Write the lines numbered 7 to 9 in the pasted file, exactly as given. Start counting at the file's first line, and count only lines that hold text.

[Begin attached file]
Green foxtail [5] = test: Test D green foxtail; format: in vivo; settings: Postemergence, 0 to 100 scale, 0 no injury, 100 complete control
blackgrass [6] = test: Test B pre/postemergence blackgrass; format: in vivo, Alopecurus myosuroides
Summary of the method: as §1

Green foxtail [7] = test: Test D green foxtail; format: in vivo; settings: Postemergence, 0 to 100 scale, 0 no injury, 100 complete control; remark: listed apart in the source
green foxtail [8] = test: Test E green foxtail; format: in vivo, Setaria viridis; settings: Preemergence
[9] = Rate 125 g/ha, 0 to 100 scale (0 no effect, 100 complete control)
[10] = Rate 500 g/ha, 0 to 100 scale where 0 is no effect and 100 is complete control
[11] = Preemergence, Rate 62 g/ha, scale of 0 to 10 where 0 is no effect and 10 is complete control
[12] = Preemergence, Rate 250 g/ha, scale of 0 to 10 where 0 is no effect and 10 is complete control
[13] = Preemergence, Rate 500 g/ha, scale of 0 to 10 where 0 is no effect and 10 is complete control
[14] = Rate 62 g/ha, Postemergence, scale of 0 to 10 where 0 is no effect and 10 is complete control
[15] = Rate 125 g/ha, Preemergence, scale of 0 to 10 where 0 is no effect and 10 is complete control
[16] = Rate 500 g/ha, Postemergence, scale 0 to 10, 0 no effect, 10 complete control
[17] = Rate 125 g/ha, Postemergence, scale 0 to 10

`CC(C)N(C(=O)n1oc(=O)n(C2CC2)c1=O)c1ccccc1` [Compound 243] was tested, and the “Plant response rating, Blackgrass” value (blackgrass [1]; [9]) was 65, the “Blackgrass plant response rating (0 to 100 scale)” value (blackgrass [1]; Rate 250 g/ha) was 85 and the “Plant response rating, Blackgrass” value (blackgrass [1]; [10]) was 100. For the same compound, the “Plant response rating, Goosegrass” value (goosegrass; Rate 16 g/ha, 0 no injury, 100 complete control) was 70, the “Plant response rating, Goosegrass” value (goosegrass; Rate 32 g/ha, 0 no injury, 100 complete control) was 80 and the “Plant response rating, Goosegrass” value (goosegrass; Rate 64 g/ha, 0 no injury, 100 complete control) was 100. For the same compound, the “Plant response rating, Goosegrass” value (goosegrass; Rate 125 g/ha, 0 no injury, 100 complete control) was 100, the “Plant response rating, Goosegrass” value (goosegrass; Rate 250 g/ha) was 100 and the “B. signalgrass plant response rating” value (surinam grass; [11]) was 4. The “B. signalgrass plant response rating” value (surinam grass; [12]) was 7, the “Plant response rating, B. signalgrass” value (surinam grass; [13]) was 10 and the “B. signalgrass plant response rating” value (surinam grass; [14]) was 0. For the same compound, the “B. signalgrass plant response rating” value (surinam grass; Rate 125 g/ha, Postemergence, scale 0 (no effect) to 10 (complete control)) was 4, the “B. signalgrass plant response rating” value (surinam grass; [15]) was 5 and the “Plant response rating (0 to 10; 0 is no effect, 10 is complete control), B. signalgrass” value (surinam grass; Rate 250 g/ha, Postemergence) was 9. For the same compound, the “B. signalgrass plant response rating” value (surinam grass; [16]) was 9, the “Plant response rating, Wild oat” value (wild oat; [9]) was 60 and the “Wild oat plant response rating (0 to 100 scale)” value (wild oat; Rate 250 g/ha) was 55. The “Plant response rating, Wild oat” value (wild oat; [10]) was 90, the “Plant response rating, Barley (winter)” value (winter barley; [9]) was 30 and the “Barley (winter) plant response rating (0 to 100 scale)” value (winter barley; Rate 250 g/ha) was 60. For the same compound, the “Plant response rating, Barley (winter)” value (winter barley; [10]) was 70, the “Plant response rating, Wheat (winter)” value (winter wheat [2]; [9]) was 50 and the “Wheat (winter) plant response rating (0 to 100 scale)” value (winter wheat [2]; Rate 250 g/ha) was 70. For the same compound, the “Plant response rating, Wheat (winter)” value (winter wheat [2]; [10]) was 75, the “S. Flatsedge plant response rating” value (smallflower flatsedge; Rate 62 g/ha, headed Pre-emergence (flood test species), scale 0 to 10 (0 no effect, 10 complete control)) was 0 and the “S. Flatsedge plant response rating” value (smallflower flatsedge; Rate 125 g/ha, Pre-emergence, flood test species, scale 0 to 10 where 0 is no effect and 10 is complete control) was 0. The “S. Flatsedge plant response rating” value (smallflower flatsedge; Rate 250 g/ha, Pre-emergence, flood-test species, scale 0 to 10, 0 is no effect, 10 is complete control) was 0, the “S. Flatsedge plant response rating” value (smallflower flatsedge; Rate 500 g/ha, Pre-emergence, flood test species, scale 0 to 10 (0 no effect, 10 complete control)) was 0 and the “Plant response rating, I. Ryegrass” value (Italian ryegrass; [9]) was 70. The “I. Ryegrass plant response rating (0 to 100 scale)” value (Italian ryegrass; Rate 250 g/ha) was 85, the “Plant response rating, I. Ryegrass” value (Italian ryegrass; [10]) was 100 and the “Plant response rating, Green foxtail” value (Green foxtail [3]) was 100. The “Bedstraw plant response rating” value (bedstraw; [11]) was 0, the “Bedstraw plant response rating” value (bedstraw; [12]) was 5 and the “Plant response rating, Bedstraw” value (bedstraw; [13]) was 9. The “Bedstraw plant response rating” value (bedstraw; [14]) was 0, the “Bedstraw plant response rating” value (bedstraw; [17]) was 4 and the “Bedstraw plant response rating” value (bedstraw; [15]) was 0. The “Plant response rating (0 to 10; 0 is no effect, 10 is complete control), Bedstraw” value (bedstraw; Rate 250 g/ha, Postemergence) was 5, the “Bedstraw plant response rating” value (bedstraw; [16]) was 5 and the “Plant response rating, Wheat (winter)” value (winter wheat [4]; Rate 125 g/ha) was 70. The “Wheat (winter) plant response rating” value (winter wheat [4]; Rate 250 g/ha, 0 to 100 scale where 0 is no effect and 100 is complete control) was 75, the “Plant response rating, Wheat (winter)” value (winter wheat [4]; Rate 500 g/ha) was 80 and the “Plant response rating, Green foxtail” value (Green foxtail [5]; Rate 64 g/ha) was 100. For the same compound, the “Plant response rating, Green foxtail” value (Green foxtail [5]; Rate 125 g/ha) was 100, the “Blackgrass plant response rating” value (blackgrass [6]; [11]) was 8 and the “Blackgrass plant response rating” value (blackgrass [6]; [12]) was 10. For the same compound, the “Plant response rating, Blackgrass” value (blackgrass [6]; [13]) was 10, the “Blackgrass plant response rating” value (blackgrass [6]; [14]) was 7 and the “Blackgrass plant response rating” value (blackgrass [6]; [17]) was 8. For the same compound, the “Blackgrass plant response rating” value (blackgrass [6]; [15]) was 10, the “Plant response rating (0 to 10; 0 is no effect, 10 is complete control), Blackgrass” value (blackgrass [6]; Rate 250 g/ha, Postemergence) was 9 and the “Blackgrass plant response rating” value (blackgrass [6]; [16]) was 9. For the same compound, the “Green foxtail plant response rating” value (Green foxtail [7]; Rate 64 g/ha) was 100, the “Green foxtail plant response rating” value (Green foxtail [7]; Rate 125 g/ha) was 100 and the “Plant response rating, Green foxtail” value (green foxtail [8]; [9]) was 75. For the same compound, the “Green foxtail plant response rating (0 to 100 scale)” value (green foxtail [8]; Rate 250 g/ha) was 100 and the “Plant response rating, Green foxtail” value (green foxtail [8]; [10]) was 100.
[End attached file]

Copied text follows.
[10] = Rate 500 g/ha, 0 to 100 scale where 0 is no effect and 100 is complete control
[11] = Preemergence, Rate 62 g/ha, scale of 0 to 10 where 0 is no effect and 10 is complete control
[12] = Preemergence, Rate 250 g/ha, scale of 0 to 10 where 0 is no effect and 10 is complete control